Summer is long over. The lingering days of warmth faded into an early morning chill that warned of autumn creeping over nature.
If summer is the peak of warmth and winter the peak of cold, then autumn and spring are the transitional seasons. The tweeners. I don’t particularly like being hot because I love tea and fuzzy socks and warm blankets and cuddling in my husband’s sweat shirts. So as beautiful as summer is, with lazy warm days at the shore under sunny blue skies, it’s still not my favorite season. Since I like the cold, I’m more drawn to winter. The catch is that I’m not a huge fan of snow. I think it’s because it often dumps from the sky in such huge quantities that I become a prisoner in my own house. This strange claustrophobia makes less sense when you understand my habits. Some days I barely leave my house for writing and reading all day. I think it’s just the mental block of an outside force controlling my ability to do as I please.
There is beauty in every season, but fall is probably my favorite. Fall is a fading from summers heat into a sigh of cool breezes. The stark beauty of green bursts forth into a myriad of color. Red, orange, yellow, and brown, with pops of purple and pink. I love when the breeze blows and the leaves flutter and dip to the ground like raindrops to cover the dying grass. It’s like the trees are knitting their foliage into a blanket to cover their toes against the coming snow.
I love walking in fall. I love the sound of dry leaves scraping and clicking as the wind sends them skipping across the pavement. I love the smells of earth which seems accentuated with the cooling temperature.
I’ve been more awake this year to the changing seasons. There’s probably many reasons for that. Sometimes I think it’s because we moved to a more rural area. Or maybe it’s because of my husband’s job change, giving us more chance to spend time outside. I think those things help, but more than that I think it’s because I want to be awake now. The more I grow, the more I realize how much of my life I’ve spent asleep. Now my eyes are open, and I don’t want to miss a thing.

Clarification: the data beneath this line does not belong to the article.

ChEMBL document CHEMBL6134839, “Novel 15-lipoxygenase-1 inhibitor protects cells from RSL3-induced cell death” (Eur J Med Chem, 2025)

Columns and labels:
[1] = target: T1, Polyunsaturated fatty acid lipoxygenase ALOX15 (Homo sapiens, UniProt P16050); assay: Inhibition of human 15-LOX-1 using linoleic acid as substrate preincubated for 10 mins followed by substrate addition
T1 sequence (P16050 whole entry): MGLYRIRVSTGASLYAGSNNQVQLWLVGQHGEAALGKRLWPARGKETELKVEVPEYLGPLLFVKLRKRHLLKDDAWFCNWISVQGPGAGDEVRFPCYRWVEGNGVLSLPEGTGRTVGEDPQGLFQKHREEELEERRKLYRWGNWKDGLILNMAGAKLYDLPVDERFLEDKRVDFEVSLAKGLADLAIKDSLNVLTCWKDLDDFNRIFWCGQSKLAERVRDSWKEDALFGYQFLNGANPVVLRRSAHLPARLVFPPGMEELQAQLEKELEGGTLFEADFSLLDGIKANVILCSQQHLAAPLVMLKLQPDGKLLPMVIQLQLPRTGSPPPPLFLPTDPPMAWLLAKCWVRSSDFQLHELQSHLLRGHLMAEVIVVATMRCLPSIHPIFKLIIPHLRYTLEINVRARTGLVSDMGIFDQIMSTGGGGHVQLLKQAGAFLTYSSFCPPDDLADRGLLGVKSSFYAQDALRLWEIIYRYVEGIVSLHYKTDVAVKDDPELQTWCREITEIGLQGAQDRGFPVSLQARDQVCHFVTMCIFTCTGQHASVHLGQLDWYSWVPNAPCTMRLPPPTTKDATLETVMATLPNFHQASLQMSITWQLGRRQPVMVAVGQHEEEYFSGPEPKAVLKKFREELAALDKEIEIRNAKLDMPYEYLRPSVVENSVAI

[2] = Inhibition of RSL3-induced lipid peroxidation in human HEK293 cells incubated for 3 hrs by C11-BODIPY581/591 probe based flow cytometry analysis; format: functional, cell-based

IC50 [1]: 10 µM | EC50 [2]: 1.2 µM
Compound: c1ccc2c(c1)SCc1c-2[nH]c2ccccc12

Not one color. Not one scent. Not one fallen leaf.
© Rachel Svendsen 2015
I’ve developed a recent fascination with graveyards. As morbid as that sounds, in an odd way they’re utterly beautiful. The air today smells of grass and approaching autumn; cool and sharp with a hint of falling leaves. It’s quiet, a fact simultaneously chilling and comforting. Just the wind in the trees and the twittering of birds as they flit through the stones. Perhaps add to that the occasional click of a tiny plastic pinwheel that someone placed in the ground as decoration. Even passing cars seem softer in this valley of stone and scattered foliage.
But it’s more than just nature setting the scene. It’s sobering to wander through the dirt and dust and ashes of those who passed before you. Each life was unique and beautiful; full of joy, suffering, hope, and heartbreak. Some are new, even the earth above them is freshly turned with grass slowly peeking from the displaced dirt. Some are old, so old that they’ve become practically illegible; a life forgotten and eroded by time. Though I squat down, squint and stare, I cannot even read their names. I know nothing of them, except the little American flag makes me think they were in the Armed Forces.
Some of the gravestones are stunning; elaborately carved, tall, marbled, cut into shapes of angels, hearts, and crosses or engraved with poems and portraits of lost loved ones. There are several granite pinnacles with generations of family members carefully etched into the stone with spaces left blank for upcoming generations to join them there. I try not to step on the metal plates at my feet which mark where each one is laid.
All these stones mark a story, the impact of which cannot be guessed by the greatness of its cairn. All ashes look the same. And the cherub respectfully hovering over an intricate inscription, may be guarding nothing more than a guilty son’s attempt to memorialize his cruel Ebenezer Scrooge of a father, and the flat plate, half covered by grass clippings, could be for a nurse who loved greatly and saved many lives. I stare at the stones, longing to read their stories. I want to touch them, to run my fingers over the smooth and rough of their characters, but all I can feel is stone. I find a tree and sit down. I want to tell them I care. I’ll listen. But they remain silent, so I respectfully join them, lingering with them in that silence, the only breathing member of hundreds, dreaming about their stories, with my own story still to live and still to tell.
© Rachel Svendsen 2015